Supporting Gateway to College Students During Campus Closures

As colleges work to keep students, staff, and communities safe, some are closing campus or moving courses online. Gateway to College students will need extra support during these transitions.  As always, the most important way to support Gateway Students is to maintain their relationship with faculty and Gateway staff at the college.

Relationship Building:

  • Call or text students daily
  • Provide online spaces for students
    • This can be an open chat on your college’s learning management system or a Google hangout.
    • Tutoring and office hours can be done in this format as well
  • Remind students to communicate any needs to their resource specialists (success coaches)
  • Remind students to let faculty know if they are having trouble completing assignments
  • Keep students engaged in school and with their peers. Having students share photos of their home study spaces, their pets, provide a quote, or answer some polls throughout the day gives them more reasons to stay logged on and engaged while lightening the mood. (check out @qccgtc on Twitter for ideas).

 

Mental Health

For students who have anxiety, the constant news stream is likely adding to their anxiety along with the change in schedules or uncertainty about completing their courses.

  • Find out what counseling services are still available from your college and school district
  • Crisis Text Line is available 24/7 text HOME to 741747 (crisistextline.org)
    • Also note that Crisis Text Line reminds us to avoid using words like “apocalypse” or “doomsday” to describe COVID19
  • Help students set boundaries about the news, limiting how often they check news and social media

 

Basic Needs

We know one of the concerns as students are staying home and away from campus is that they will miss access to meals and other basic needs. Social Distancing measures may also mean fewer work hours and create crises around housing or healthcare.

 

Resources for Moving Courses Online:

  • Remember your goal is engagement and continuity, this is not the time to create a “perfect” online curriculum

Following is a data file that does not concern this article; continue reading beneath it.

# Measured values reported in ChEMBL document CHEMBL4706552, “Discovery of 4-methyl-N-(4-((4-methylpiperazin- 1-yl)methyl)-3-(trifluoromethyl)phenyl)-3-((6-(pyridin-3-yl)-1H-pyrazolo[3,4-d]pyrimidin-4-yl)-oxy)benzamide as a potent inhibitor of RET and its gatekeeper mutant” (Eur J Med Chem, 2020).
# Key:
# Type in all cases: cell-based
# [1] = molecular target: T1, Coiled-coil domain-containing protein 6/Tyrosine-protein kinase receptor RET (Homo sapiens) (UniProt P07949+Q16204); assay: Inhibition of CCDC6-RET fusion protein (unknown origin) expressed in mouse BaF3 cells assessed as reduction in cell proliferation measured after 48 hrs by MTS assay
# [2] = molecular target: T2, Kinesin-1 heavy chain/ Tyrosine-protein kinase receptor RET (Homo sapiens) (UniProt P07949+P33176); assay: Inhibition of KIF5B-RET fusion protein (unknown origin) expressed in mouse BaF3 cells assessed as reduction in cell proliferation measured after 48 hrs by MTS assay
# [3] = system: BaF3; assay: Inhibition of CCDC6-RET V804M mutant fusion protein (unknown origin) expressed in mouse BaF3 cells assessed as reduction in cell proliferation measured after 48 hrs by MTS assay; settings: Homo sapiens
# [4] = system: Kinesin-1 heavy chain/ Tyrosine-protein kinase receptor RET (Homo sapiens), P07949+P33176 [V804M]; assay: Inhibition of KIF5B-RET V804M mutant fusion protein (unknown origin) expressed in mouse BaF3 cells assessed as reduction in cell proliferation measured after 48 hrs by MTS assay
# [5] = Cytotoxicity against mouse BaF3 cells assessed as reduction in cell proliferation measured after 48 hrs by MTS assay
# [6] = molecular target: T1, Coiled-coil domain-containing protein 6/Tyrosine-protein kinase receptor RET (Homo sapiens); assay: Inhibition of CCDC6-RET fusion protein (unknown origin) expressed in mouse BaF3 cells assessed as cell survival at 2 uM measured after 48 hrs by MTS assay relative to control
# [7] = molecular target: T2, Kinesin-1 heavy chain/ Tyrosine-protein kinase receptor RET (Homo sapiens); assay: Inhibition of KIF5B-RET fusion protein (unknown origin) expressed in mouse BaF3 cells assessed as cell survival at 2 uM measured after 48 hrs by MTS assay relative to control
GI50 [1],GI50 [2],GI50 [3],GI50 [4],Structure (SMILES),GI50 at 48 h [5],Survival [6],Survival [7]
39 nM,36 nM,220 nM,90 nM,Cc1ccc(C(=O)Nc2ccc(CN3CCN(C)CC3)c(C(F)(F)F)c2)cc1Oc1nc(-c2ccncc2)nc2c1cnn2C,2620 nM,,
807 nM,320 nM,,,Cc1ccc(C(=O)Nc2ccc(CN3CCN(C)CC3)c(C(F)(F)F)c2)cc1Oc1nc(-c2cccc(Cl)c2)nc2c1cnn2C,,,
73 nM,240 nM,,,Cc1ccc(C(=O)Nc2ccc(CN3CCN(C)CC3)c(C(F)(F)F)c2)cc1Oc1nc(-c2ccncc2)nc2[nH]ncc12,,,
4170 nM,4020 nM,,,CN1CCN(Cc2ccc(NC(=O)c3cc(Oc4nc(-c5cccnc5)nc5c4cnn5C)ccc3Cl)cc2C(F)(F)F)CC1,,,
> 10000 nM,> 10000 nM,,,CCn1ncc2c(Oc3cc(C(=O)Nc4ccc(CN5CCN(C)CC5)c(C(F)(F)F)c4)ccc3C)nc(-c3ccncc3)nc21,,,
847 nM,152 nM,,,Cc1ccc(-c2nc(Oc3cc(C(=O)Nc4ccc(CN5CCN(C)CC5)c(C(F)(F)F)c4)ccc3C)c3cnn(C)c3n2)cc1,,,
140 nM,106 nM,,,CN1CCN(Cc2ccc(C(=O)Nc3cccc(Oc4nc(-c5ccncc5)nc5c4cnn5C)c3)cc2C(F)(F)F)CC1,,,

• Corinne Hyde, Ph.D., from University of Southern California, shares an excellent set of 12 tips on twitter. Follow her @DrCorinneHyde
    • Hyde’s tips include:
      • Keep in mind that you are not designing a robust, comprehensive online learning experience. You are temporarily making an on-ground course remote.
      • Don’t change your entire teaching practice right now. There are a ton of tech tools out there, but this isn’t the time to overwhelm yourself and your students with learning it all.
      • Consider upping your office hours or scheduling them by appointment. Things are going to be chaotic and your students will need more support and may have more questions. I use @Calendly for easy scheduling.
    • Support your students. Set clear expectations and remind them to communicate as the unexpected comes ups.
      • Jesse Strommel (follow him on twitter: @Jessifer) sent this message to his students:
        • “I’m here to support you however I can. Take care of yourself and your family first. Our class should not be your priority. Everything about this class is flexible. Whatever happens, we will work it out.”
        • Jesse Strommel is an expert in teaching online and has a sample course on his twitterfeed if you would like an example.
      • Check in on their ability to connect (do they have wired connections, are they using their phones or computers) Make sure students have contact information for IT support at your college if they need to connect to the LMS for the first time from home.
      • Virtual Office Hours
        • Increase office hours and hold them online. Open up a video call or chat line either in your LMS or on a platform like Zoom or Google Chat. 90-minute sessions tend to work well for student’s schedules, you can do other work until students show up. Make it optional for students to share video but share your video so students can see you. Award points for attending office hours encourages students to connect and usually once they find out how easy it is to participate; they will keep coming back.
      • Offer alternative ways to ask questions using email, your LMS, or via text
    • Building content: Use existing content (TED talks, YouTube, see Corinne Hyde’s feed for additional resources).
    • Technical Tools
      • Your Learning Management System (LMS) use your existing system as much as possible
      • Texting (Remind.com allows for easy group texting)
      • WhatsApp (has video chat options)
      • Zoom
      • Closed Facebook Groups
      • VoiceThread

 

Additional Resources for online teaching:

 

Supporting Staff

ATD Gateway to College staff will be learning as they go, especially if they are implementing support from a distance. Make sure you have ways for staff to stay in touch. And we offer our staff the same grace and support we are giving our students during this time of uncertainty.

  • Identify the platform you will use for staff communications
  • Set up short check in meetings at least twice a week for updates and to discuss student progress. Zoom, GoogleChat, or conference call platforms can be used for these check ins
  • Ensure all staff get the official updates about campus and Gateway
  • For staff working remotely, encourage them to set up schedules and set up a dedicated workspace.
  • Find out how IT support is being handled at your college and provide the appropriate contact information to staff.

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